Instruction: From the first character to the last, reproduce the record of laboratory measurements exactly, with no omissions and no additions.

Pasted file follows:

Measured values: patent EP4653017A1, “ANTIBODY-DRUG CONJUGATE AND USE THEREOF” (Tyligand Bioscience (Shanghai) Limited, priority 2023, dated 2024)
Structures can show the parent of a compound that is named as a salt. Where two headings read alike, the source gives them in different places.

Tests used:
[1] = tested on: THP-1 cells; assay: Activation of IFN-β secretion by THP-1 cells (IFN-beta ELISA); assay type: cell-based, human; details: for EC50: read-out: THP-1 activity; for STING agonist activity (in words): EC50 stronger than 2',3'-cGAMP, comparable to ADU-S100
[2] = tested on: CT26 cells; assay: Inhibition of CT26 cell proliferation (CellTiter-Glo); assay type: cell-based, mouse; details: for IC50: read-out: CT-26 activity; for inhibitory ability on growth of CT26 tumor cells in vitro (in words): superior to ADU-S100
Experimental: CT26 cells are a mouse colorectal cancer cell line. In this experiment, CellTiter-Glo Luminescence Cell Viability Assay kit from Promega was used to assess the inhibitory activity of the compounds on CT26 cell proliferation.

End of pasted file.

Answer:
Measured values: patent EP4653017A1, “ANTIBODY-DRUG CONJUGATE AND USE THEREOF” (Tyligand Bioscience (Shanghai) Limited, priority 2023, dated 2024)
Structures can show the parent of a compound that is named as a salt. Where two headings read alike, the source gives them in different places.

Tests used:
[1] = tested on: THP-1 cells; assay: Activation of IFN-β secretion by THP-1 cells (IFN-beta ELISA); assay type: cell-based, human; details: for EC50: read-out: THP-1 activity; for STING agonist activity (in words): EC50 stronger than 2',3'-cGAMP, comparable to ADU-S100
[2] = tested on: CT26 cells; assay: Inhibition of CT26 cell proliferation (CellTiter-Glo); assay type: cell-based, mouse; details: for IC50: read-out: CT-26 activity; for inhibitory ability on growth of CT26 tumor cells in vitro (in words): superior to ADU-S100
Experimental: CT26 cells are a mouse colorectal cancer cell line. In this experiment, CellTiter-Glo Luminescence Cell Viability Assay kit from Promega was used to assess the inhibitory activity of the compounds on CT26 cell proliferation.